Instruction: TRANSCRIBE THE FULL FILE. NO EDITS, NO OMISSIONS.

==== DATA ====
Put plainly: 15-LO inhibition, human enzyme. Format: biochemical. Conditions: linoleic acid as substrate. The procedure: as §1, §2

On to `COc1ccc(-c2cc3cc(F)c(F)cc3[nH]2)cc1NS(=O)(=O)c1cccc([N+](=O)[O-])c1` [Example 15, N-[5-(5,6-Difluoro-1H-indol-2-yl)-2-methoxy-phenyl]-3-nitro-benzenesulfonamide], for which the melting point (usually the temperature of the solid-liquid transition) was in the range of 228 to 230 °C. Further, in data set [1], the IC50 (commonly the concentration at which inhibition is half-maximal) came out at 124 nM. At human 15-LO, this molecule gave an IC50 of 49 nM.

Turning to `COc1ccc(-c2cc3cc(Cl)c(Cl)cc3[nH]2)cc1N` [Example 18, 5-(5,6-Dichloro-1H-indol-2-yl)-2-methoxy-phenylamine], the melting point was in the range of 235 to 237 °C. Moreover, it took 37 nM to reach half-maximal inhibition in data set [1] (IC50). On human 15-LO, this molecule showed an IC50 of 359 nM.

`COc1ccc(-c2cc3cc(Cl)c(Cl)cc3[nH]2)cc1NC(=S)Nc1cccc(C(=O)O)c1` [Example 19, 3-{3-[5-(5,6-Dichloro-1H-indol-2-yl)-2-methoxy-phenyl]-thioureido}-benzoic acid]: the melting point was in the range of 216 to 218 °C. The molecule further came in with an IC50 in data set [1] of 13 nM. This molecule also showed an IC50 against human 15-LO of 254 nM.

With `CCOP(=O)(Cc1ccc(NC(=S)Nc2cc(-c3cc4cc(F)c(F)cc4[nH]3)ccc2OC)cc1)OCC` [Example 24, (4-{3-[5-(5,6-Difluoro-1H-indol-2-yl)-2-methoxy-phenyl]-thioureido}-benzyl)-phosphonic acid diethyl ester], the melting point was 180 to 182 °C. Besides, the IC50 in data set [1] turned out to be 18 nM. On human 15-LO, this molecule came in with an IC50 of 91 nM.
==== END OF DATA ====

Put plainly: 15-LO inhibition, human enzyme. Format: biochemical. Conditions: linoleic acid as substrate. The procedure: as §1, §2

On to `COc1ccc(-c2cc3cc(F)c(F)cc3[nH]2)cc1NS(=O)(=O)c1cccc([N+](=O)[O-])c1` [Example 15, N-[5-(5,6-Difluoro-1H-indol-2-yl)-2-methoxy-phenyl]-3-nitro-benzenesulfonamide], for which the melting point (usually the temperature of the solid-liquid transition) was in the range of 228 to 230 °C. Further, in data set [1], the IC50 (commonly the concentration at which inhibition is half-maximal) came out at 124 nM. At human 15-LO, this molecule gave an IC50 of 49 nM.

Turning to `COc1ccc(-c2cc3cc(Cl)c(Cl)cc3[nH]2)cc1N` [Example 18, 5-(5,6-Dichloro-1H-indol-2-yl)-2-methoxy-phenylamine], the melting point was in the range of 235 to 237 °C. Moreover, it took 37 nM to reach half-maximal inhibition in data set [1] (IC50). On human 15-LO, this molecule showed an IC50 of 359 nM.

`COc1ccc(-c2cc3cc(Cl)c(Cl)cc3[nH]2)cc1NC(=S)Nc1cccc(C(=O)O)c1` [Example 19, 3-{3-[5-(5,6-Dichloro-1H-indol-2-yl)-2-methoxy-phenyl]-thioureido}-benzoic acid]: the melting point was in the range of 216 to 218 °C. The molecule further came in with an IC50 in data set [1] of 13 nM. This molecule also showed an IC50 against human 15-LO of 254 nM.

With `CCOP(=O)(Cc1ccc(NC(=S)Nc2cc(-c3cc4cc(F)c(F)cc4[nH]3)ccc2OC)cc1)OCC` [Example 24, (4-{3-[5-(5,6-Difluoro-1H-indol-2-yl)-2-methoxy-phenyl]-thioureido}-benzyl)-phosphonic acid diethyl ester], the melting point was 180 to 182 °C. Besides, the IC50 in data set [1] turned out to be 18 nM. On human 15-LO, this molecule came in with an IC50 of 91 nM.